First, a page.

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Old 22 February 2013, 10:49   #11
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Just take your transom mounted unit and epoxy it to the bottom of the hull. I've done two this way, excellent results at all speeds. Saves your transom from future water ingress as well.
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Old 22 February 2013, 10:52   #12
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I took the advice from a previous thread, and silicon'ed the transducer into the bilge well at near the bilge pump.

I built up a dam from modelling clay, and filled it with a good thick layer, and made sure the ransducer was horizontal as possible, and no air bubbles were in the silicon, and left it to set.

If it was not right I could have redone it, but it was fine.

It gives a good reading, even at near WOT.

When I got the Rib the transducer was fixed half way up the transom, so over 5 knots it didnt work................
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Old 22 February 2013, 19:52   #13
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Quote:
Originally Posted by tonto View Post
When I got the Rib the transducer was fixed half way up the transom, so over 5 knots it didnt work................
I could see that not working.


jky
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Old 23 February 2013, 16:49   #14
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Quote:
Originally Posted by boristhebold View Post
I think the concensus opinion is that transom mounted transducers (depth guage) are a bit of a hit or a miss, they need fine tuning and depending upon location and make get mixed results from people.

Generally Hull mounted are a better option.

I will play around with tweaking the position of the transom mount I have and will also investigate the possibility of having a hull one fitted when I am about to upgrade my chart plotter, if feasable I will add a depth guage capability to the new plotter with a hull transducer and keep my old plotter fitted with the existing transom mounted transducer. That way I will have a complete back up system and the option to full screen both plotter and depth guage .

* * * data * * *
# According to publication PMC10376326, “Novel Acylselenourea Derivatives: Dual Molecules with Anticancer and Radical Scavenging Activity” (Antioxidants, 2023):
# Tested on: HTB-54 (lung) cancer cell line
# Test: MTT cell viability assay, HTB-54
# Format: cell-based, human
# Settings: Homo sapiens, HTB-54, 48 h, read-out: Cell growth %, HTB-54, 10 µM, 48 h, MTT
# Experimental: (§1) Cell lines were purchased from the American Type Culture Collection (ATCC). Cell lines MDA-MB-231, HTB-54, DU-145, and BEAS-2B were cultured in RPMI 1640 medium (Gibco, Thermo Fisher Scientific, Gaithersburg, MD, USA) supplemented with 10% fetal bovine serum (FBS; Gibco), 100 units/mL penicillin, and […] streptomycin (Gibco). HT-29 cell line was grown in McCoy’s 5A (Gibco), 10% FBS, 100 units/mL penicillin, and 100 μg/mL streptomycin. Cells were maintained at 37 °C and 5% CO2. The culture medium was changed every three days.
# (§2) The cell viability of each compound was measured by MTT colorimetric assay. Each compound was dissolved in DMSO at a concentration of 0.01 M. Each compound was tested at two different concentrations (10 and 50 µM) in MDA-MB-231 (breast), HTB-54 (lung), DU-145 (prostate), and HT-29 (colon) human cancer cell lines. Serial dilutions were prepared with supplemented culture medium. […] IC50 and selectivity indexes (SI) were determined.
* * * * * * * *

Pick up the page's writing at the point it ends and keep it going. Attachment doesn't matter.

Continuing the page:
The secret is to get the cleanest water flow over the transducer, with the least turbulance. In my old boat i had to move it three times to get best results. Even filled a very tiny gap between transducer and hull with silicone, which improved results - slightly
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Old 23 February 2013, 18:45   #15
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As an experiment-if you've got a drain well at the transom, so there is a single layer of grp between the water and the transducer, put your transducer in it and throw a bucket of water in there with it. Just lodge the transducer in place with a bag of sand or sommat if neccesary although I've never found that required and see how it works. It should work fine even at speed-and one of my fast fishing boats ran like that for years-just launched and chucked a bit of water in each time. If it works dry it all out and squeeze a dollop of silicon into the allocated place, push the transducer hard down into it with a bit of a twist to get rid of air bubbles amd let it cure. It'll be fine-even though the books will say don't use silicon it works with no problems and can easily be removed if you decide differently later.
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Old 23 February 2013, 19:01   #16
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The Raymarine installation manual for in hull txrs suggests just sticking them in a plastic bag of water & positioning them in the hull until you find the best echo. Then place the txr on a bed of KY jelly to confirm the positioning,if that works ok, epoxy in place.
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Old 24 February 2013, 16:00   #17
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I have a through hull system and stepped hull

I can say, this works till 15kn... ;-)
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